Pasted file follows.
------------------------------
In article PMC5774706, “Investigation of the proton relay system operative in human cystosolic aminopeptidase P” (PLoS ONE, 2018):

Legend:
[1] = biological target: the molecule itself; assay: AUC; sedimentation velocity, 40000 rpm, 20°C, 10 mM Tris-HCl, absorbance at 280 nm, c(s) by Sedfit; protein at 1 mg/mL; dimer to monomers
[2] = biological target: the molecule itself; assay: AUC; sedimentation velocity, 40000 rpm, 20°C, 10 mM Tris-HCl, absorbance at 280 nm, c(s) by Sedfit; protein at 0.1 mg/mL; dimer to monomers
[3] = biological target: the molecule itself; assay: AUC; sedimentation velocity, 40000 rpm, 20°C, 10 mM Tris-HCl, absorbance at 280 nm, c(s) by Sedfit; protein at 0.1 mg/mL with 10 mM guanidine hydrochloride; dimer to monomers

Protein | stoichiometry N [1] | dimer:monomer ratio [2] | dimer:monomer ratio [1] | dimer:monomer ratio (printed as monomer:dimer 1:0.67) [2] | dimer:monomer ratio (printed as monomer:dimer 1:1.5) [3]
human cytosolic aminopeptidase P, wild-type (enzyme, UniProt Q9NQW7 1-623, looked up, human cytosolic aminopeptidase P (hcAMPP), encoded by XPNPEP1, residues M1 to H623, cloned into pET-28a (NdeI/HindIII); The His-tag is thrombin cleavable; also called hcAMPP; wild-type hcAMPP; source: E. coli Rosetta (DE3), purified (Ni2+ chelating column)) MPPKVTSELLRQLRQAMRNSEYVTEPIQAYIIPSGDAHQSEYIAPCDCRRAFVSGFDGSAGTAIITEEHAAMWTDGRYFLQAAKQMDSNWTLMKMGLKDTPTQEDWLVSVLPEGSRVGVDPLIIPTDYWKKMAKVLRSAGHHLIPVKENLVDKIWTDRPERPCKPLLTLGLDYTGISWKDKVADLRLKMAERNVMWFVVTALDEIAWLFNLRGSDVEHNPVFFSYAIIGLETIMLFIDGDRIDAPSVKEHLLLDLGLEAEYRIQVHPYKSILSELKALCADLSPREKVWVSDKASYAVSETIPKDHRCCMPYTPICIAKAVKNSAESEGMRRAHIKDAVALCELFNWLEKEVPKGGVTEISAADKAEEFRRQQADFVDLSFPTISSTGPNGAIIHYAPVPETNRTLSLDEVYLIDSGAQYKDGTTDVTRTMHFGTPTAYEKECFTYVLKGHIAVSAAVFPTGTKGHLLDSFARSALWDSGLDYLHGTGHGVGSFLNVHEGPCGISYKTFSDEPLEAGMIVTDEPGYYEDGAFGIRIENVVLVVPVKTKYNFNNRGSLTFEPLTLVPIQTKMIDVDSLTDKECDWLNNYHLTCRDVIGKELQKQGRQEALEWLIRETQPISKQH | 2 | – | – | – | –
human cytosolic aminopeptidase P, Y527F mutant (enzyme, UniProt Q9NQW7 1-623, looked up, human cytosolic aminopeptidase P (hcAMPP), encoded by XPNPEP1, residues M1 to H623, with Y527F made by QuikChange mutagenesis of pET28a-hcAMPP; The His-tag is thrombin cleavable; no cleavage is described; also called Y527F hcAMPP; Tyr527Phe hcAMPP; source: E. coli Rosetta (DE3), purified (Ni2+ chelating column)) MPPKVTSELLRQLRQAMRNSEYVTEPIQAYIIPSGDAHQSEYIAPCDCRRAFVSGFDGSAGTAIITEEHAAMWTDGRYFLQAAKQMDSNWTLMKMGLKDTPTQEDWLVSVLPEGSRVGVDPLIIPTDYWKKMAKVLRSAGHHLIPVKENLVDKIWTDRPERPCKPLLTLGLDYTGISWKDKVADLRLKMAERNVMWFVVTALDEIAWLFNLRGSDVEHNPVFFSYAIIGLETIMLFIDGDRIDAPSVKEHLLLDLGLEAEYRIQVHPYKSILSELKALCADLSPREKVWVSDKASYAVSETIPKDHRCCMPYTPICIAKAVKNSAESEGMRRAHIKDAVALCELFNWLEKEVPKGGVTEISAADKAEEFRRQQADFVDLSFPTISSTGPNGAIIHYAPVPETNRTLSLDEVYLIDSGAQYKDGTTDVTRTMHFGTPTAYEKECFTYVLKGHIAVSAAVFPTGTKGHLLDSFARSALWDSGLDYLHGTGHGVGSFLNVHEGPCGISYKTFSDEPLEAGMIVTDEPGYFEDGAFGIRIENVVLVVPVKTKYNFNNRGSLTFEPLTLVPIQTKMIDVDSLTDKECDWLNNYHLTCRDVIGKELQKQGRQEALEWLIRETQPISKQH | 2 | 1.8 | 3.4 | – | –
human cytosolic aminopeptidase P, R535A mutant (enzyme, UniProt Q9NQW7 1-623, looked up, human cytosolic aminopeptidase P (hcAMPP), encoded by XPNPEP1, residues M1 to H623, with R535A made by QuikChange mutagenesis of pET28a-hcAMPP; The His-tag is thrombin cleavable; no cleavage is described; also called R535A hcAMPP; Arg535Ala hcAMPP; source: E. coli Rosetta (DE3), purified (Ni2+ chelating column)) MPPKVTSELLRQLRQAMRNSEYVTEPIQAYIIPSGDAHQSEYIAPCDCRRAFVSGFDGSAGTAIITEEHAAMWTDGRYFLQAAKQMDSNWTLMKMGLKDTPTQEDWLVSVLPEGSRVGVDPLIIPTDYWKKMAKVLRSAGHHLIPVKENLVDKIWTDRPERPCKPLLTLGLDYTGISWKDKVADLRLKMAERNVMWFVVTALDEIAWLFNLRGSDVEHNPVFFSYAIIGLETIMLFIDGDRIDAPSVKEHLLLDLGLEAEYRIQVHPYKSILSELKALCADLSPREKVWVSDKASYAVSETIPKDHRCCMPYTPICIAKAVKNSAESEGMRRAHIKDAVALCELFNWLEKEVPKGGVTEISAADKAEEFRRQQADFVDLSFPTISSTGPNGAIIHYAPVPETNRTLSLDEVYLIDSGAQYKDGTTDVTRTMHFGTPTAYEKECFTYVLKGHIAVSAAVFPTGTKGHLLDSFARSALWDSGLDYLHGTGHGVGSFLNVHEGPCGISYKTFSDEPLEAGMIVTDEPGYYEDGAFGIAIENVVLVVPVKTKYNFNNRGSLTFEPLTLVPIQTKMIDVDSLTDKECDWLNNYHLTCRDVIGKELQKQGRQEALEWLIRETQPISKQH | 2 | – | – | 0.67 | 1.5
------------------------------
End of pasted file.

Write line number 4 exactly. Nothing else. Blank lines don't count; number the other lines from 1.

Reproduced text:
[2] = biological target: the molecule itself; assay: AUC; sedimentation velocity, 40000 rpm, 20°C, 10 mM Tris-HCl, absorbance at 280 nm, c(s) by Sedfit; protein at 0.1 mg/mL; dimer to monomers